Author + information
- Frank Bogun, MD∗ ( and )
- Mohammed Saeed, MD, PhD
- ↵∗Address for correspondence:
Dr. Frank Bogun, Division of Cardiovascular Medicine, University of Michigan, Cardiovascular Center, SPC 5853, 1500 East Medical Center Drive, Ann Arbor, Michigan 48109-5853.
The 12-lead electrocardiogram can be helpful in localizing the exit site in scar-related ventricular tachycardia (VT). Pioneering work by Waxman and Josephson (1) and later Miller et al. (2) introduced the concept of dividing the endocardium into several regions (typically 10 to 12) and studied whether particular 12-lead electrocardiographic patterns during VT could be reliably mapped to specific regions. Several algorithms have been proposed using mapping schemes to guide electrophysiologists during catheter ablation procedures (1–3). In particular, in cases in which activation mapping may be limited by hemodynamic instability during VT, the use of pace mapping to identify VT exit sites has been demonstrated to be of critical importance (4). Yokokawa et al. (5) proposed a semiautomated algorithm based on a supervised machine-learning technique (support-vector machines) trained on a set of patients and then validated on a different set of patients with approximately 70% accuracy in localizing the VT sites of origin to 1 of 10 LV endocardial regions. Such advances in computing and machine learning, along with the availability of automatically acquired pace-mapping data, open exciting possibilities for developing real-time “intelligent” decision support systems to guide VT ablation procedures and potentially shorten procedure times and improve outcomes.
In this issue of JACC: Clinical Electrophysiology, Sapp et al. (6) report on the utility of using the 12-lead electrocardiogram to determine the exit site in scar-related VT by using a novel computerized algorithm. Conventional 12-lead electrocardiographic data (from 38 patients), along with 120-point body-surface potential mapping data (in 18 patients of the 38-patient cohort) acquired during endocardial pacing were pooled. This resulted in surface electrocardiographic data from a set of 1,012 known pacing sites, which were then labeled as originating from 1 of 16 left ventricular (LV) endocardial areas. Two complementary localization techniques are presented. The first technique involves the use of a template matching algorithm to map surface electrocardiographic data to 1 of the 16 LV segments and further to 1 of 238 triangles with a regression algorithm that specifies the x, y, and z coordinates of the candidate site in 3-dimensional space on the basis of a 3-dimensional generic model of the LV endocardium. Localization error was reported to be a mean of 12 mm using a bootstrapping method. In another 20 patients, pace mapping was performed from a “limited” number of sites within a region of interest (guided by the segment localization approach) to train a patient-specific regression model that allowed (on the basis of an “optimal” set of 3 surface electrocardiographic leads) improved localization of pace-mapping sites in the LV endocardium. The reported localization error using patient-specific mapping coefficients was reported to be as low as 5 mm in select patients but varied from 2.6 to 20.7 mm.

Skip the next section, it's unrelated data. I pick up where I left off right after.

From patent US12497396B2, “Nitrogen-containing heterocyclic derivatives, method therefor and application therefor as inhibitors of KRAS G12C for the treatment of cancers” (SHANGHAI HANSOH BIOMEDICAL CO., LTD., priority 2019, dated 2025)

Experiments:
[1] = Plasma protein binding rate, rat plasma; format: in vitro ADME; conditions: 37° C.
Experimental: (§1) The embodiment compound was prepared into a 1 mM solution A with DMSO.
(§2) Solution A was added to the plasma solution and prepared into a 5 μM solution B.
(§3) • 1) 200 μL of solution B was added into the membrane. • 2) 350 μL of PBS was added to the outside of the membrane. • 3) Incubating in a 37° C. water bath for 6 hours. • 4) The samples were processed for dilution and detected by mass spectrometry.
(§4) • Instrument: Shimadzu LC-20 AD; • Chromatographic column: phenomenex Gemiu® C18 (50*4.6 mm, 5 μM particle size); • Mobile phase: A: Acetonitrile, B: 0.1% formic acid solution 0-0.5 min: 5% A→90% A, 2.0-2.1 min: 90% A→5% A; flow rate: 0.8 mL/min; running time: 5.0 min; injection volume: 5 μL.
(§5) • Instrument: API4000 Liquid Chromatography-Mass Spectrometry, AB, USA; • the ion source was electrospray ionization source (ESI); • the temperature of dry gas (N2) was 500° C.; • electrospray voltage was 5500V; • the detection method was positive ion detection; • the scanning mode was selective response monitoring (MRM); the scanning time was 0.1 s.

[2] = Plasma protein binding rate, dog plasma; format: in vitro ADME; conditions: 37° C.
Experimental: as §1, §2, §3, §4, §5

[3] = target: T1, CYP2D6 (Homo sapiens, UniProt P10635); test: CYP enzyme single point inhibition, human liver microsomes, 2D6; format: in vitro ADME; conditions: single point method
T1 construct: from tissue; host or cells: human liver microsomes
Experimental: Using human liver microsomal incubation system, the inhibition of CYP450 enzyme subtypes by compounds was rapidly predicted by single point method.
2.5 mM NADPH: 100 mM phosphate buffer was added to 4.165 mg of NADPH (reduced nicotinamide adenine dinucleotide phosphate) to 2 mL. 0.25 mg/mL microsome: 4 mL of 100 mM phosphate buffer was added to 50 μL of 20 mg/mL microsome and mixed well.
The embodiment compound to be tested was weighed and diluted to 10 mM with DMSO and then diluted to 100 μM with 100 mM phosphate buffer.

The segment localization approach appears to be similar to the work of Yokokawa et al. (5), who first demonstrated the feasibility of using a computational algorithm for localizing VT exit sites using pace mapping–generated QRS configurations in post-infarct patients as training data. Unfortunately, Sapp et al. (6) do not provide the individual error analysis for the segment localization approach and instead provide only summary statistics (mean error localization of 12 mm) and report 75.9% accuracy over all patients when the correct segment ranks among the top 3 of the candidate segments (Online Table 1 in Sapp et al. ). The size of this area of interest is not indicated but is likely in the 30- to 50-cm2 range (5). Unfortunately, the accuracy of the top template match is not given. Furthermore, the investigators do not describe the distribution of the pace-mapping sites and their relationships to the distribution of known scar, as this may significantly affect the configuration of the acquired 12-lead electrocardiograms and hence the accuracy of their template matching algorithm.
Sapp et al. (6) report that the “personalized” regression coefficients localize endocardial points from surface electrocardiographic data with surprising accuracy in some patients. No clear-cut validation data are provided for all patients. Figure 3, for example, demonstrates that from generic patient pooled data (from 38 patients), a template match with a correlation coefficient (CC) of 0.99 could be generated for an individual patient. It is unclear how one is to interpret such a high template CC. In practice, it is quite difficult to obtain a CC of 0.99 in a given patient when pace mapping is performed to identify VT exit sites (and pace-mapping configurations are compared with VT configurations in the same patient). There is a wide variance in the localization accuracy. For example, Patient #25 had a localization mean error of 20.7 mm. This is much higher than the reported localization error using the population-based template matching approach.